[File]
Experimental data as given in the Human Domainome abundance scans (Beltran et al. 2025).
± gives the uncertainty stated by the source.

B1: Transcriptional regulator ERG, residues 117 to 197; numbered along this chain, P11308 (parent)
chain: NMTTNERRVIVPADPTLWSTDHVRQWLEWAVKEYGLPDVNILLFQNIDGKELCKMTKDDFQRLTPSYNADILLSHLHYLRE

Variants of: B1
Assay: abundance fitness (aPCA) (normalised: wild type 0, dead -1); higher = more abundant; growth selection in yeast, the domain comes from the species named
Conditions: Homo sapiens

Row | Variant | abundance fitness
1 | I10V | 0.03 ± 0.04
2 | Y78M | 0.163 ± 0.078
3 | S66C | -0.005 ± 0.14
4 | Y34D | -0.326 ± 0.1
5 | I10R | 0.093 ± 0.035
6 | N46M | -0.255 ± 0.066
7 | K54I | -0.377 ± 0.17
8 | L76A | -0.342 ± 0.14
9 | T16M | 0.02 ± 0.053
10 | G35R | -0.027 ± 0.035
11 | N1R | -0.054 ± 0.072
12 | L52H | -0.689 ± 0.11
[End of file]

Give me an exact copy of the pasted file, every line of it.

Experimental data as given in the Human Domainome abundance scans (Beltran et al. 2025).
± gives the uncertainty stated by the source.

B1: Transcriptional regulator ERG, residues 117 to 197; numbered along this chain, P11308 (parent)
chain: NMTTNERRVIVPADPTLWSTDHVRQWLEWAVKEYGLPDVNILLFQNIDGKELCKMTKDDFQRLTPSYNADILLSHLHYLRE

Variants of: B1
Assay: abundance fitness (aPCA) (normalised: wild type 0, dead -1); higher = more abundant; growth selection in yeast, the domain comes from the species named
Conditions: Homo sapiens

Row | Variant | abundance fitness
1 | I10V | 0.03 ± 0.04
2 | Y78M | 0.163 ± 0.078
3 | S66C | -0.005 ± 0.14
4 | Y34D | -0.326 ± 0.1
5 | I10R | 0.093 ± 0.035
6 | N46M | -0.255 ± 0.066
7 | K54I | -0.377 ± 0.17
8 | L76A | -0.342 ± 0.14
9 | T16M | 0.02 ± 0.053
10 | G35R | -0.027 ± 0.035
11 | N1R | -0.054 ± 0.072
12 | L52H | -0.689 ± 0.11